Fact: Five T-shirts hand-washed in the shower with shampoo and soap, wrung from soaking-wet to extremely-damp, tamped in towels, blasted with hot air from the hair-dryer and hung in a closet are still very, very, very damp 24 hours later. Laundry continues to be one of my biggest issues in modern travel and after vainly searching for a laundromat and refusing to pay the exorbitant per-item hotel price, I decided to take matters into my own hands (literally) and try the above improvised method. It took a long time and my thoughts vacillated between praising the pleasure of the physical work, the range of hand motions, the fun of beating wet shirts against the tub walls, the sensual feel of soap and cloth and wetness and thinking, “I’m sure women who have had to (or still do) do this every day would erect an altar to the inventor of the washing machine and give thanks daily.”
So after a memorable Fado evening (see last posting), I had the morning to myself before heading off to Barcelona. I packed the five damp shirts in a cloth bag and took them with me to the river. I had hoped to walk far and long down the beautiful riverside path close to the Golden Gate’ish Bridge with a view of the Rio de Janeiro Corcovado’ish Christ statue on the hill, but first priority was to dry my shirts. So I draped them over some stones in the sun and hoped the rays, open air and fresh breeze would finish the job. Meanwhile, it was nice to sit in the sun myself and watch the world go by.
On the river were sailboats, a lone kayaker, a crew heading upstream. Along the path were the walkers, the joggers, the occasional bikers. Though November, it felt like a warm Spring day inviting me to simply sit and absorb and observe, unmindful of the ticking clock. But I had a plane to catch and had to keep track of the 30 short minutes available to settle into traveler’s mode.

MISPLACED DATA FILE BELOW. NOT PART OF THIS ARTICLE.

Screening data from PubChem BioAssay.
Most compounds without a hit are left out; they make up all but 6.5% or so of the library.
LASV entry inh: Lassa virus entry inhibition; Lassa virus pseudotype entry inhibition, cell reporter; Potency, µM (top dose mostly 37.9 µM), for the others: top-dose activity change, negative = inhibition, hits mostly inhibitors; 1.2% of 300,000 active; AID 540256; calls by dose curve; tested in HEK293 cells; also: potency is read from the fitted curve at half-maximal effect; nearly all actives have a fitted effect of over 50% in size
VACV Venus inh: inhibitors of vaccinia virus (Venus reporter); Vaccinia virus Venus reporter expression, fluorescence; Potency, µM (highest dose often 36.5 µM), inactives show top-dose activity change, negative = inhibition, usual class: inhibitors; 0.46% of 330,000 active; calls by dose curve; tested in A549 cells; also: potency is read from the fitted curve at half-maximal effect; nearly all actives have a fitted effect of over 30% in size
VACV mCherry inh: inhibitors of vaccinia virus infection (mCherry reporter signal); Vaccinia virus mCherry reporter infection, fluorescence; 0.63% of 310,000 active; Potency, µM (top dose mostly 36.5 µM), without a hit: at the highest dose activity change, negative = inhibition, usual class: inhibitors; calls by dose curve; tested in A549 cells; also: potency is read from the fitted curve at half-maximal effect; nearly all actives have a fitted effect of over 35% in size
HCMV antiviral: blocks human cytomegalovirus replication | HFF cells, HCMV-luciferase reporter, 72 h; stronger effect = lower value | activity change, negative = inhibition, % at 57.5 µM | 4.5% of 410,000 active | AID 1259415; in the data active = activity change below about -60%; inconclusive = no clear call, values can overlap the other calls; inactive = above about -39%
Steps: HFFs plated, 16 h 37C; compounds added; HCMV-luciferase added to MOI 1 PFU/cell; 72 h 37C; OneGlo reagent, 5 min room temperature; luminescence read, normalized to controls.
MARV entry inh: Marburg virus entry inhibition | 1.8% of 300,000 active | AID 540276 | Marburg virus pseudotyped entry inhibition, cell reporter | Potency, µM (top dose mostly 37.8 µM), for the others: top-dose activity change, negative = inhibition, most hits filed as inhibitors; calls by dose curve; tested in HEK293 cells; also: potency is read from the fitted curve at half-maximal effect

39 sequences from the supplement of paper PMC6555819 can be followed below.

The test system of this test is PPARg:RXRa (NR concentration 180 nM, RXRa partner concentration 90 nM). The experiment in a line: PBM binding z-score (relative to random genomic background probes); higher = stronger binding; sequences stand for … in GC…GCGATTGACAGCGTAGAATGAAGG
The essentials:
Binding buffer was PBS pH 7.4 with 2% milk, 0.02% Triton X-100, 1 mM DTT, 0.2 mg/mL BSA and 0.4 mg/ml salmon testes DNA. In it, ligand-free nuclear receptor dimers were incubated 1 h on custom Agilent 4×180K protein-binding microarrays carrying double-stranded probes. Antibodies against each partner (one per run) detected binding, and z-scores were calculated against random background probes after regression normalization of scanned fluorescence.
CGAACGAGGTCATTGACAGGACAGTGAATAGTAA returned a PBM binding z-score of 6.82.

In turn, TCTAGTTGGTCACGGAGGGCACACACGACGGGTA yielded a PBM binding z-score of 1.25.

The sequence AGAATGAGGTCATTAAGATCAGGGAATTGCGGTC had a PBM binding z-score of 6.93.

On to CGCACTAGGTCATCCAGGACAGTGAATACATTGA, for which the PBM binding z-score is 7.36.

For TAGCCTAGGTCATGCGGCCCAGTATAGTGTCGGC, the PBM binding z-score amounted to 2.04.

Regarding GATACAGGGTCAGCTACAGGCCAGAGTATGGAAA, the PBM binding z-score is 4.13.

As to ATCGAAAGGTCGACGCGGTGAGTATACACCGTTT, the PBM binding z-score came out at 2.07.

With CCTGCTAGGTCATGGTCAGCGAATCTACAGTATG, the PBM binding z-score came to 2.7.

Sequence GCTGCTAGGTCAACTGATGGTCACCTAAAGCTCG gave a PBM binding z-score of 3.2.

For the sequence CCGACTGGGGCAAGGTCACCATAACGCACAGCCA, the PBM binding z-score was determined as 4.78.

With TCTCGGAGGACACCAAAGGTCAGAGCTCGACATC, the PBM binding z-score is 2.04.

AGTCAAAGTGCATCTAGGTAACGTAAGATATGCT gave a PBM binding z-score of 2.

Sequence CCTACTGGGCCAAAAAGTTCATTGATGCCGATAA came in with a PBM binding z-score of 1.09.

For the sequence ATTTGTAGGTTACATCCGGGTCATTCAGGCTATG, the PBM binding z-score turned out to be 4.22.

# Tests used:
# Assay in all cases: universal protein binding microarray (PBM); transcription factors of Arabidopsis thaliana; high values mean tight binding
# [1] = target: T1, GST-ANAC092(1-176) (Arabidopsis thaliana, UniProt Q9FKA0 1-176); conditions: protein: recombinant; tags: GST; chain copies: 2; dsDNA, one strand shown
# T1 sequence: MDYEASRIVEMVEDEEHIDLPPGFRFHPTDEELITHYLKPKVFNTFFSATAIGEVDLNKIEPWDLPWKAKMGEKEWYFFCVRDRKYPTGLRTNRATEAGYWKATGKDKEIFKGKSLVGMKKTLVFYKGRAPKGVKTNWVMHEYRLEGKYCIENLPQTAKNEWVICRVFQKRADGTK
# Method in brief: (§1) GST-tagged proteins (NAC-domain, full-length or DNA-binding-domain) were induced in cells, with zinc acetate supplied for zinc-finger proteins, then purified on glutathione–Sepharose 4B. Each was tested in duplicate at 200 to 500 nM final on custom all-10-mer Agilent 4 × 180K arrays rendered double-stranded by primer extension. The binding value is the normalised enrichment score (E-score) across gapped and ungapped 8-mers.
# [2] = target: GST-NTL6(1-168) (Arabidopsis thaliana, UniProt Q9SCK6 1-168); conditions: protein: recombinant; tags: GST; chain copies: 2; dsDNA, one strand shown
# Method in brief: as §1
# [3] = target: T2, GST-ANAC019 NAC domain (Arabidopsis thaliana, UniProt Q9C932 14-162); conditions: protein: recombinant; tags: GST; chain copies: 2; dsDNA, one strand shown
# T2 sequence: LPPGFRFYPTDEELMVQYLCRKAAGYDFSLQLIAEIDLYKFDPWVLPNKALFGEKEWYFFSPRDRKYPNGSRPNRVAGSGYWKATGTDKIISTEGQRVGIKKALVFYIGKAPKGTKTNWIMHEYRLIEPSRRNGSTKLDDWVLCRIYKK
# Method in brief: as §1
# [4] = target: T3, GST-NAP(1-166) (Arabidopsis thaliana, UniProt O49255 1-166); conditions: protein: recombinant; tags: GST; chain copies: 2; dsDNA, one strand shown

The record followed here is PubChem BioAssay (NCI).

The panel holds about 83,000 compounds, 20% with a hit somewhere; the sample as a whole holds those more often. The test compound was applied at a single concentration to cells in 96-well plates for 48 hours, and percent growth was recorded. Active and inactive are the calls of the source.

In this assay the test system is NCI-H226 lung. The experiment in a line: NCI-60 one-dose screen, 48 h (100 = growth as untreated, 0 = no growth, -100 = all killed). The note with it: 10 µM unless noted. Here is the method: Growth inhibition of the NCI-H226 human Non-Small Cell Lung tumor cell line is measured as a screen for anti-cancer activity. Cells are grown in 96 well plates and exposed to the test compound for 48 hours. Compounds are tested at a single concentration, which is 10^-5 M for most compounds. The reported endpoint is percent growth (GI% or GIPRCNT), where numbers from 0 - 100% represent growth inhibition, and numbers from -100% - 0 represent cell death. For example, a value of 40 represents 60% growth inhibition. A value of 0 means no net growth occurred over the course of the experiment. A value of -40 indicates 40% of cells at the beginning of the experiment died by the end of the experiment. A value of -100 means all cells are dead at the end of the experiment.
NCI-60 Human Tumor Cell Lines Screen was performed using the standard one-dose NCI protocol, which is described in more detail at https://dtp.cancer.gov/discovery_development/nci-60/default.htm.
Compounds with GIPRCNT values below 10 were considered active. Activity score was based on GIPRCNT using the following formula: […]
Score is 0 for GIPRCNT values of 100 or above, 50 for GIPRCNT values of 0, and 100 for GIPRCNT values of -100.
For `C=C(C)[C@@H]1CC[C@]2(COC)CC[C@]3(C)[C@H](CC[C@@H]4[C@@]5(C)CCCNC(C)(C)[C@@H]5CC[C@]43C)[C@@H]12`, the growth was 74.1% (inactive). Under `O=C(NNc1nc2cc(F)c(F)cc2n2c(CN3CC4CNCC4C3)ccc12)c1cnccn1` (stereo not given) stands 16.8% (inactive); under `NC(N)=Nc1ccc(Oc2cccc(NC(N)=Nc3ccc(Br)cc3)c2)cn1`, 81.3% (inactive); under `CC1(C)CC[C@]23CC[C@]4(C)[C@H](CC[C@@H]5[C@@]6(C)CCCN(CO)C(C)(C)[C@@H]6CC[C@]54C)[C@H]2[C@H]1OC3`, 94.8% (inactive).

Fact: Travel is a state of mind. Simply moving your body from one place to another is not enough. The travels I have savored are the moments when all the accumulated baggage of a human personality living out its drama in its always-complicated web of relationships is left behind. I move invisibly amongst the crowds, tasting the new sounds and sights, drifting, wandering where my feet will take me, following the clock of hunger instead of the watch on my wrist, the tiredness of my feet instead of tracking my miles. Nobody knows me, I know no one. The hotel awaits me as a refuge when needed, a place to re-group before leaping back into world, a time to just sit and read and write away from all the waving hands of my lists back home shouting for attention.
Such a state of being doesn’t come for free just because you’ve stepped off an airplane. It requires some cultivation, some pre-dreaming, some anticipation. The traveling music teacher at the center of this entire Blog history is a great blessing— a chance to travel, get paid for it, meet great people, do good work and offer it up and know that it will reach some children somewhere. But it’s still work and just because it’s in Lisbon means nothing unless I give myself the time, space and intention to explore this truly intriguing and quite lovely city. The Fado night was a tiny baby step in that direction, but sitting with my five T-shirts along the river for all of 30 minutes falls pretty short of what Lisbon deserved. And what I would have enjoyed.
Not that Lisbon cares. But still I apologize for not making the time to know it better. I keep thinking “Well, I’ll be back” but goodness knows I’m not getting any younger and there will come a time when I can’t casually pass it off to the future. Meanwhile, they’re announcing my plane as I write. On to Barcelona! Or rather, more work in Barcelona.
PS. My shirts are still damp.